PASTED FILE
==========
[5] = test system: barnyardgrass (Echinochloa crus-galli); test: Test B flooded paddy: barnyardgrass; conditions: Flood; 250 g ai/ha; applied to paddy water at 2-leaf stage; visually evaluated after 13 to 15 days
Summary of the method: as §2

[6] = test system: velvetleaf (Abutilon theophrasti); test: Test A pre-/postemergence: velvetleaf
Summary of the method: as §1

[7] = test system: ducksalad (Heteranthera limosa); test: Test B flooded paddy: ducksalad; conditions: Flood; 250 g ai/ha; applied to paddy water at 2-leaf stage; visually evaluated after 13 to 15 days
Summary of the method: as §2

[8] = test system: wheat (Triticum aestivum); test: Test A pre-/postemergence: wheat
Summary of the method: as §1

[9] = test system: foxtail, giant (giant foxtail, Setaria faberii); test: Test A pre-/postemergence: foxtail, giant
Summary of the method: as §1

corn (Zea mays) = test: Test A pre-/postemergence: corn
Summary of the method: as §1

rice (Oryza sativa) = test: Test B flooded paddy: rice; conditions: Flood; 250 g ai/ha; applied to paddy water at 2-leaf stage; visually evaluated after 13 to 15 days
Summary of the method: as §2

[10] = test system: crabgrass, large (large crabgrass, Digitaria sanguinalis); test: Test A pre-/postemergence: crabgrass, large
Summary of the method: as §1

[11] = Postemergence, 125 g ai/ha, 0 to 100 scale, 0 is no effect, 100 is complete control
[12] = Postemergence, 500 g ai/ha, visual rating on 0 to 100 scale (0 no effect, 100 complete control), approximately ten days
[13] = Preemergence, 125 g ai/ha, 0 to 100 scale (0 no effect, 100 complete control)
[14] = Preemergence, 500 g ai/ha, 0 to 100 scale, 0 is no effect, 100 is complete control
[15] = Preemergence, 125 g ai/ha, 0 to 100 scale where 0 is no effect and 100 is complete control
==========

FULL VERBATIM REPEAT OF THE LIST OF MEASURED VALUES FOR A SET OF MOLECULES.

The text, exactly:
[5] = test system: barnyardgrass (Echinochloa crus-galli); test: Test B flooded paddy: barnyardgrass; conditions: Flood; 250 g ai/ha; applied to paddy water at 2-leaf stage; visually evaluated after 13 to 15 days
Summary of the method: as §2

[6] = test system: velvetleaf (Abutilon theophrasti); test: Test A pre-/postemergence: velvetleaf
Summary of the method: as §1

[7] = test system: ducksalad (Heteranthera limosa); test: Test B flooded paddy: ducksalad; conditions: Flood; 250 g ai/ha; applied to paddy water at 2-leaf stage; visually evaluated after 13 to 15 days
Summary of the method: as §2

[8] = test system: wheat (Triticum aestivum); test: Test A pre-/postemergence: wheat
Summary of the method: as §1

[9] = test system: foxtail, giant (giant foxtail, Setaria faberii); test: Test A pre-/postemergence: foxtail, giant
Summary of the method: as §1

corn (Zea mays) = test: Test A pre-/postemergence: corn
Summary of the method: as §1

rice (Oryza sativa) = test: Test B flooded paddy: rice; conditions: Flood; 250 g ai/ha; applied to paddy water at 2-leaf stage; visually evaluated after 13 to 15 days
Summary of the method: as §2

[10] = test system: crabgrass, large (large crabgrass, Digitaria sanguinalis); test: Test A pre-/postemergence: crabgrass, large
Summary of the method: as §1

[11] = Postemergence, 125 g ai/ha, 0 to 100 scale, 0 is no effect, 100 is complete control
[12] = Postemergence, 500 g ai/ha, visual rating on 0 to 100 scale (0 no effect, 100 complete control), approximately ten days
[13] = Preemergence, 125 g ai/ha, 0 to 100 scale (0 no effect, 100 complete control)
[14] = Preemergence, 500 g ai/ha, 0 to 100 scale, 0 is no effect, 100 is complete control
[15] = Preemergence, 125 g ai/ha, 0 to 100 scale where 0 is no effect and 100 is complete control